Industry: The Distributist Solution Part I

The mention of Distributism often draws skepticism by those who, while valuing its merits, believe Distributism incapable of providing satisfactory answers to our modern needs. From chewing gum to automobiles, chairs to food stuffs or toys to beer, we live in a world consumed by and dependent on mass-produced goods and large scale industry. The Distributist’s reputation for favoring small-scale production, usually “mom and pop” and mostly local, appears to conflict with computer chips, fax machines, and high-rise construction. Any expectation of the family business replacing our automotive, aerospace, or shipping industries seems dubious at best. Doubt lingers whether a Distributive State can be competent in facing the challenges left over by the failures of Socialism and Capitalism.

In anticipation of any discussion about Distributist reforms such as worker-owned businesses, micro-credit, or social investing, which can (and have) successfully taken over medium and large-scale operations, we should explore why G.K. Chesterton, while never denying the presence of the factory or the value of employment in a Distributive State, believed large-scale industry took a back seat to small producers and self-ownership.

As editor of G.K.’s Weekly, Chesterton courageously challenged the political and economic establishment throughout the pages of his famous newspaper. His writing was so extensive that his two most famous books articulating the Distributist thesis, the influential The Outline of Sanity and the superb What’s Wrong with the World, offer us only a fraction of his political and economic thought. In every issue of G.K.’s Weekly, the erudite Chesterton challenged political and economic theorists whose hyperopic focus on the macroeconomic state of the nation, filled with statistics of industrial output, trade, and unemployment figures, failed to address the problems most pressing to the masses or the man on the street. Today, these cold and mathematical calculations continue to provide economists with the raw data necessary to predict and analyze the “boom and bust” market.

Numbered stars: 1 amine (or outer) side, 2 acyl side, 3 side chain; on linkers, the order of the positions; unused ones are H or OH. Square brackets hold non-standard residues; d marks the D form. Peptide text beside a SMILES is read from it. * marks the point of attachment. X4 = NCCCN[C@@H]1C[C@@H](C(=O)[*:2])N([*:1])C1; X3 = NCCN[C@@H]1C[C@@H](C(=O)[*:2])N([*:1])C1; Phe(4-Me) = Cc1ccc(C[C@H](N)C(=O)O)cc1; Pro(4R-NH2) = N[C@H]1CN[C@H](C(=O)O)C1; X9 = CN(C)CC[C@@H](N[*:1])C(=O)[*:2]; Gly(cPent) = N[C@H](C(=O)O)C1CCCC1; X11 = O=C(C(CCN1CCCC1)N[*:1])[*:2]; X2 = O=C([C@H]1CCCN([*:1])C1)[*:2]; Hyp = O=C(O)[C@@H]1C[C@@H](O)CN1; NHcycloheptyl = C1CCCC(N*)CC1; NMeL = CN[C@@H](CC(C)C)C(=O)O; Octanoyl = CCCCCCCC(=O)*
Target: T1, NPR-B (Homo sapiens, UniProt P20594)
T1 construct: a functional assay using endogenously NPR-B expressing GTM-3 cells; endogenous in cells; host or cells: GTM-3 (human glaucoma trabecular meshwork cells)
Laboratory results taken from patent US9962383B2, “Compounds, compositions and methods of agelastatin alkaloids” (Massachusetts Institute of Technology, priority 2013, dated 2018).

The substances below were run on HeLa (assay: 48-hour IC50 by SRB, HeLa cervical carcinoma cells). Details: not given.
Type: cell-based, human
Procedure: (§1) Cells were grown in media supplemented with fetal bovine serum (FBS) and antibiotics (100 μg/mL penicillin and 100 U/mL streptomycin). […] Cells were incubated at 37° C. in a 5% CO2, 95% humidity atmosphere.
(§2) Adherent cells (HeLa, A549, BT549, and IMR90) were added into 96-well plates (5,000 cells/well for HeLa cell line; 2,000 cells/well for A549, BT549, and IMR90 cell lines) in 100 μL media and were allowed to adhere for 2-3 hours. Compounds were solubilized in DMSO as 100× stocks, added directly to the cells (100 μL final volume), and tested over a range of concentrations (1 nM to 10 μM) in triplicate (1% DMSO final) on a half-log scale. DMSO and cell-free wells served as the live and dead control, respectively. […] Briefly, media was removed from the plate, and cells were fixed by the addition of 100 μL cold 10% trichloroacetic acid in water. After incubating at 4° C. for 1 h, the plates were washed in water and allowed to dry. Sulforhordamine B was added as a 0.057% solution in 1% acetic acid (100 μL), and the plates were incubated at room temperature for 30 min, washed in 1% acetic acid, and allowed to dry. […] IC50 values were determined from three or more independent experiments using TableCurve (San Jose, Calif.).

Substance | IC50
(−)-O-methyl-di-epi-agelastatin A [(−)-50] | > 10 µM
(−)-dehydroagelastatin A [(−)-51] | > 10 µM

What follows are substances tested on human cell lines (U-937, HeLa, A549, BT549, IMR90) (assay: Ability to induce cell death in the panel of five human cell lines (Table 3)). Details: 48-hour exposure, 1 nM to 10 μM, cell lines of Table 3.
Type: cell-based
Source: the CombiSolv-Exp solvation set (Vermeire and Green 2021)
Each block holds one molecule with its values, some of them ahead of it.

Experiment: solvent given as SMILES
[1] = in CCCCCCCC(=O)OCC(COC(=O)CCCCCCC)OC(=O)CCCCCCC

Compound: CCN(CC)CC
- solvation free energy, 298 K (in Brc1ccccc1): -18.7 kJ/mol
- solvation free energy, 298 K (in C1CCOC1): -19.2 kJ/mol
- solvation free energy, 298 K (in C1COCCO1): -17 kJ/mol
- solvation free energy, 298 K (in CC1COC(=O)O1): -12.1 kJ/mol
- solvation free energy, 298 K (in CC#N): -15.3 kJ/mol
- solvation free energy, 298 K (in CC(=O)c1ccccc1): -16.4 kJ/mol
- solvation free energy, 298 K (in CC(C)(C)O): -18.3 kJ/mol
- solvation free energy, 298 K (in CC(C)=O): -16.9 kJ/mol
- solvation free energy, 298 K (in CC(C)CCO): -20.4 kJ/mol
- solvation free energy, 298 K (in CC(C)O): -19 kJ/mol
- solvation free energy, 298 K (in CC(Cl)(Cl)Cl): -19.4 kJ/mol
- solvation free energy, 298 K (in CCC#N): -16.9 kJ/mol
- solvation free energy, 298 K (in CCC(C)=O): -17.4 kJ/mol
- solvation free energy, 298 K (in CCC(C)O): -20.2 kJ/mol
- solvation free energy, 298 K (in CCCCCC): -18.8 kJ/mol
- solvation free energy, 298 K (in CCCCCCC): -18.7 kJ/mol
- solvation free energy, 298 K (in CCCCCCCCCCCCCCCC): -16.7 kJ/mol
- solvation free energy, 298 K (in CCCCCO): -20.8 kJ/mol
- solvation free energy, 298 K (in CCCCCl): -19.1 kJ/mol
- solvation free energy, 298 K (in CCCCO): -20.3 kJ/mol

Economists project and examine because economists are always predicting and diagnosing, just like the weatherman and about as accurately. How economic factors affect quality of life for families, real people—the poor, the farmer, and the home—are left out of the equation. These economists cheer when unemployment stats decline, while the common man is left to ponder whether reductions in unemployment translate to earning a livelihood or earning a minimum wage. Economists advise our congressional leaders, the heads of banks, large-scale industry, and corporate goliaths about economic shifts and their impact on industry because they are under the impression that as a nation we rise and fall according to industrial production.

But mass-producing industries are not the solution to get the nation going. The revitalization of cottage industry is what we need in order to get the nation going; local economies; small firms; genuine relationships based on trust, reputation, love, dedication, and hard work. Cottage industry is about those closest to us: our households and communities; the rural towns; urban dwellers; real life and real people. Mass production breeds more mass production. Mass production does not see the value in the ‘thing’ created, but only how many quantities of that ‘thing’ produce token wealth.